The Wall Street Journal covers a new study that determines the best and worst jobs in America using five criteria: environment, income, employment outlook, physical demands and stress. When all was said and done, all the data weighed and all the experts consulted, one occupation stood head and shoulders above the rest: mathematician. Yep, you read that correctly. Here’s why it took the top spot:
According to the study, mathematicians fared best in part because they typically work in favorable conditions — indoors and in places free of toxic fumes or noise — unlike those toward the bottom of the list like sewage-plant operator, painter and bricklayer. They also aren’t expected to do any heavy lifting, crawling or crouching — attributes associated with occupations such as firefighter, auto mechanic and plumber. The study also considers pay, which was determined by measuring each job’s median income and growth potential. Mathematicians’ annual income was pegged at $94,160.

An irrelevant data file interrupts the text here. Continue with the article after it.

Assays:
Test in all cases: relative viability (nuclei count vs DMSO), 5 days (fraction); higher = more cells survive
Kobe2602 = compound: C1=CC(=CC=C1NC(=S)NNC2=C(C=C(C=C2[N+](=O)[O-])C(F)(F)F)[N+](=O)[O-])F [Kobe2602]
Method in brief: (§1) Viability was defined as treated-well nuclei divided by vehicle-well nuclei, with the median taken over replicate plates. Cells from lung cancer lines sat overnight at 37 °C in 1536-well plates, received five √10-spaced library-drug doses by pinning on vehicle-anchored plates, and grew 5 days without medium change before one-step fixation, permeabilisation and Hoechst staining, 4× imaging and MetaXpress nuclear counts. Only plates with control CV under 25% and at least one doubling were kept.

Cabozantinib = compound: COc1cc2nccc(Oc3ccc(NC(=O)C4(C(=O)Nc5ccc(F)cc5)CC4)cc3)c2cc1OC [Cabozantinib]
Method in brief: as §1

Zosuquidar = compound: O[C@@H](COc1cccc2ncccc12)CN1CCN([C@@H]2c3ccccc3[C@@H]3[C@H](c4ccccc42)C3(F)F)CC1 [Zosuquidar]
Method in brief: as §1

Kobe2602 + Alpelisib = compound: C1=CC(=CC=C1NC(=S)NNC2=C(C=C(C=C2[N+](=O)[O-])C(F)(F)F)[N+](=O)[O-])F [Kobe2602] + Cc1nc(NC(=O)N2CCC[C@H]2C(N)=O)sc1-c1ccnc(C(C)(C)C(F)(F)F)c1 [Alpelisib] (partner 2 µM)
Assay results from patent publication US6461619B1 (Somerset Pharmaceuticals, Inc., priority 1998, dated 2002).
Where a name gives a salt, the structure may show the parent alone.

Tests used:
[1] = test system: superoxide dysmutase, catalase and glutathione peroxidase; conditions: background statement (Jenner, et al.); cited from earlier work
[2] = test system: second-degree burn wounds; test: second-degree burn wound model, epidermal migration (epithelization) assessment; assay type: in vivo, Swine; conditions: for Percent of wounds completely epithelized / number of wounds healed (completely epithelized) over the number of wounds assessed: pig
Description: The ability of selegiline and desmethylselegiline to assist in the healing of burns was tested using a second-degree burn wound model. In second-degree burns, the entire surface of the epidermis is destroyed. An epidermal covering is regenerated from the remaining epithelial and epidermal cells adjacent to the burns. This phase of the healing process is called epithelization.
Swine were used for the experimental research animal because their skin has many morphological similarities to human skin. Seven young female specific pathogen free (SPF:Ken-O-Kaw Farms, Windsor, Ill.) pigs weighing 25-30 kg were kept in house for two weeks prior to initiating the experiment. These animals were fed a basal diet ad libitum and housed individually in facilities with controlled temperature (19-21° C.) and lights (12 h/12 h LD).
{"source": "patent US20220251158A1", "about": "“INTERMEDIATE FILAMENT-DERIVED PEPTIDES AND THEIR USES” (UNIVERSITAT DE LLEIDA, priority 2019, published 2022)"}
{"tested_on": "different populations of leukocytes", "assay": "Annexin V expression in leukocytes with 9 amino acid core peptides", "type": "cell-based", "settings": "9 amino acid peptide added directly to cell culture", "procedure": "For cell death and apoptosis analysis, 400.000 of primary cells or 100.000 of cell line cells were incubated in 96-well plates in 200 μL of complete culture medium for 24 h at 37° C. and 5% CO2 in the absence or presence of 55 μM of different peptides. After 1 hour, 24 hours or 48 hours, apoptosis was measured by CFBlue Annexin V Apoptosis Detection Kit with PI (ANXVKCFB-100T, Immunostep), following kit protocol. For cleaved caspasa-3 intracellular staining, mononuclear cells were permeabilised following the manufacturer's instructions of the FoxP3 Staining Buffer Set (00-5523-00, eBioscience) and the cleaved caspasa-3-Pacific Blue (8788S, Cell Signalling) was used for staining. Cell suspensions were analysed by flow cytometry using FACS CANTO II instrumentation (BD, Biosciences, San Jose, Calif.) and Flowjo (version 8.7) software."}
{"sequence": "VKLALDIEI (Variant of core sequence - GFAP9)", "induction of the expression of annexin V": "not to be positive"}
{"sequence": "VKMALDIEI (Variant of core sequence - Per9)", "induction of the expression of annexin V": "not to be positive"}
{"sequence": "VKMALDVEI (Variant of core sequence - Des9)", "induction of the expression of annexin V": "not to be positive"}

And as if that wasn’t enough — several of the other jobs at the top of the study’s list are math-heavy including actuary, statistician, software engineer and computer-systems analyst. Guess we should have paid better attention in Algebra I.
In case you’re wondering, jobs at the bottom of the list are lumberjack, dairy farmer, taxi driver, seaman, emergency medical technician and roofer. Hmmm. So we guess “he’s a lumberjack and he’s ok” wasn’t exactly a truthful song. ;-)
Anyway, all this “what’s the best/worst” job talk got us to thinking — what do you think makes a great job? Is it compensation, work environment, flexibility, challenge, sense of doing something worthwhile, or something else?
Doing the Math to Find the Good Jobs [Wall Street Journal]